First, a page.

At least 99 people have been quarantined in four different locations in Uganda so far after State House Uganda confirmed a man died this week of the Marburg virus—a type of hemorrhagic fever that's strikingly similar to Ebola, CNN reports. Many of the individuals now in isolation are health workers, as the deceased was a radiographer in a Kampala hospital and another health center and had contact with multiple colleagues. So far 11 of the quarantined have tested negative for Marburg, though they may be retested in a few days if the symptoms they've developed don't disappear. And those symptoms might sound familiar if you've been following the Ebola situation: Both viruses are members of the Filovirus family and manifest in similar ways, including fever, severe headache, and major bleeding, the Washington Post reports.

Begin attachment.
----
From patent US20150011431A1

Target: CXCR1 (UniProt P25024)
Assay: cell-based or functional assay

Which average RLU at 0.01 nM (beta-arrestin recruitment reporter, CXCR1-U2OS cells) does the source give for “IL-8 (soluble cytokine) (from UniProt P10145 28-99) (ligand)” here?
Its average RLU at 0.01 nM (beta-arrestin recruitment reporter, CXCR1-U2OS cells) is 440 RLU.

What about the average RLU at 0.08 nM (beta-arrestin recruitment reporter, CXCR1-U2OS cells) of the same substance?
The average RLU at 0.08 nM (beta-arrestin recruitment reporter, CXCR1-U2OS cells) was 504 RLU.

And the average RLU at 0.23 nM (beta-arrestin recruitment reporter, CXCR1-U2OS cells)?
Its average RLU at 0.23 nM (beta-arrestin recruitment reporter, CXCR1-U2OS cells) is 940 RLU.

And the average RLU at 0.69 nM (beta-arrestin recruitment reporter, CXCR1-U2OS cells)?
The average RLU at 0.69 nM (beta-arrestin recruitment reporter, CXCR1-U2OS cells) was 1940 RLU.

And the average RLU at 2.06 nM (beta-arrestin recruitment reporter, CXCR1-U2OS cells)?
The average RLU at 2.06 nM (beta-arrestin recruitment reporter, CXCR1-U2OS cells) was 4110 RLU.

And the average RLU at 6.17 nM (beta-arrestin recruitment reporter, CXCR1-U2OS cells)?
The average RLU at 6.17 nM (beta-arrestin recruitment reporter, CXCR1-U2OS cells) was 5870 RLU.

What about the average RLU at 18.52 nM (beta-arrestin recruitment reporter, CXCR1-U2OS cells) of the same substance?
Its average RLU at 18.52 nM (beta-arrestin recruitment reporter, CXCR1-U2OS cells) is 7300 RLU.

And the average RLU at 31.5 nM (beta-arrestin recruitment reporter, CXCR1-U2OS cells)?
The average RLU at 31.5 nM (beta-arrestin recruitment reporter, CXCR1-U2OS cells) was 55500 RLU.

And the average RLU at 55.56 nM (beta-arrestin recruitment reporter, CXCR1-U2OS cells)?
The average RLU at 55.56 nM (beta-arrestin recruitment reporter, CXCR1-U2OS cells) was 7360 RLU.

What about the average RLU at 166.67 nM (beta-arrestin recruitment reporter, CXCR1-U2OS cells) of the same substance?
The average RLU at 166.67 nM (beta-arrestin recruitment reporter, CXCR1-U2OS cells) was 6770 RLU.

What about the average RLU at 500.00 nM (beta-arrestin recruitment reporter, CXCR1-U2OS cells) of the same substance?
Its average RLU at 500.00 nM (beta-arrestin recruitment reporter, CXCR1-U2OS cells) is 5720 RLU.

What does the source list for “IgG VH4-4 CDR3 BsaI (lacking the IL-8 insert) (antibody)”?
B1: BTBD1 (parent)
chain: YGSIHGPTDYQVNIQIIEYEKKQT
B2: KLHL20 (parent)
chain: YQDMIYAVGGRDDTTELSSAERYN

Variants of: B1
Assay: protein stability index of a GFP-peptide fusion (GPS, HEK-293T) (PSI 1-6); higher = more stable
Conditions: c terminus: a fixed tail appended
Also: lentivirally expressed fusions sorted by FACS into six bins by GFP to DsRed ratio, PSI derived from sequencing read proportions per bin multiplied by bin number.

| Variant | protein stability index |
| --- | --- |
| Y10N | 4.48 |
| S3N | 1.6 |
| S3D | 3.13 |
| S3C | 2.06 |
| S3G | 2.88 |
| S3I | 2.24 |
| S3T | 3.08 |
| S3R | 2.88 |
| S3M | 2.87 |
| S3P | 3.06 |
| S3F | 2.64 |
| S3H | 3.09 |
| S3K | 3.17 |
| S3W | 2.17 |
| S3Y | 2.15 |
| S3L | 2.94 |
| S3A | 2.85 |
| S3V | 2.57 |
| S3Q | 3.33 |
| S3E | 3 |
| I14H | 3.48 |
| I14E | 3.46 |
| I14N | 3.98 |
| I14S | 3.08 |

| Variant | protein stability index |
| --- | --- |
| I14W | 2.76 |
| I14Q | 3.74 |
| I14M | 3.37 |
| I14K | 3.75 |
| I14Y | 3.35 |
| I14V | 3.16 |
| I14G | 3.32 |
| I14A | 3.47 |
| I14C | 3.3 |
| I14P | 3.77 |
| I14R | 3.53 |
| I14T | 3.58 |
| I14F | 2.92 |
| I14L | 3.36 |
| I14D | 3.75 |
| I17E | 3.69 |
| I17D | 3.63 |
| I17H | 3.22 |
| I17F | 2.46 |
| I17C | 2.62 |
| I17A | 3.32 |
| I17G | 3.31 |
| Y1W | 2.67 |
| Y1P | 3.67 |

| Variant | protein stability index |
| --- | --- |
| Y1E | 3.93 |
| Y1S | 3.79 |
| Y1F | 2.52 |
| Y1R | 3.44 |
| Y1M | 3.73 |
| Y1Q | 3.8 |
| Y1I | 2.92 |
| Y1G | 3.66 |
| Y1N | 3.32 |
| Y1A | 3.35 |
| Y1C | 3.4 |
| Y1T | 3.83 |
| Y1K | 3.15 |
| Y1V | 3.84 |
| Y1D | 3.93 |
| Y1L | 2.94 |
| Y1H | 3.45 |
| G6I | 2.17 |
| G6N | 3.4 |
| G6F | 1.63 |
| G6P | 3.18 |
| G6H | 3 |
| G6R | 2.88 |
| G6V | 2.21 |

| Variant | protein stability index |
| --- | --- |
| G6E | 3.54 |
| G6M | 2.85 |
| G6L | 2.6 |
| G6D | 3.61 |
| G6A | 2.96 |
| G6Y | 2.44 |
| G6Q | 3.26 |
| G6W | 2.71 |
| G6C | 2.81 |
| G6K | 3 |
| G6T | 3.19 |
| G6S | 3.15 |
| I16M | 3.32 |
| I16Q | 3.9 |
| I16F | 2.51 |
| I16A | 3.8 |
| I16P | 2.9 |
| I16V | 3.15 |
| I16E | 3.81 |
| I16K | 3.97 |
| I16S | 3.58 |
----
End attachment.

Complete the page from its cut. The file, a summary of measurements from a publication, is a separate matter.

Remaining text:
Although many of the outbreaks recorded since Marburg was IDed in 1967 have been single cases, the fatality rate ranges from 23% to 90% (if you discount those single-case years), the CDC notes. Perhaps to mitigate increasing concern over Ebola after Thomas Duncan's death in Texas this week, CDC Director Thomas Frieden has been talking up efforts the CDC has undertaken in Uganda and emphasized that no further Marburg cases have been documented. "That may not make headlines, but it does give us confidence that we can control Ebola in West Africa," he says, per CNN. Dr. Ruhakana Rugunda, Uganda's prime minister, seems to share Frieden's optimism, posting a series of tweets this week that indicate the country's success rate and experience in dealing with hemorrhagic fevers.